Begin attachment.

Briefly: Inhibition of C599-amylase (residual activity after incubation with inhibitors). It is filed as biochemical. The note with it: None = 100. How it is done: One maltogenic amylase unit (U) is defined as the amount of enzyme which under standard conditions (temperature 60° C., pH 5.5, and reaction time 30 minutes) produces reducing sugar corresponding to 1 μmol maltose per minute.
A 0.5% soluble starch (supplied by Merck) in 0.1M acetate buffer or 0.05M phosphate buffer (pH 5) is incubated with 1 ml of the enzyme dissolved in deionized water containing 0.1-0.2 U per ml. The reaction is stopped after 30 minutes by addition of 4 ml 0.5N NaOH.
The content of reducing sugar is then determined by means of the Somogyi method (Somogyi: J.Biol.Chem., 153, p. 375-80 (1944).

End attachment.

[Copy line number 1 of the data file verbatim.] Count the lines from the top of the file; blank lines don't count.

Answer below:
Briefly: Inhibition of C599-amylase (residual activity after incubation with inhibitors). It is filed as biochemical. The note with it: None = 100. How it is done: One maltogenic amylase unit (U) is defined as the amount of enzyme which under standard conditions (temperature 60° C., pH 5.5, and reaction time 30 minutes) produces reducing sugar corresponding to 1 μmol maltose per minute.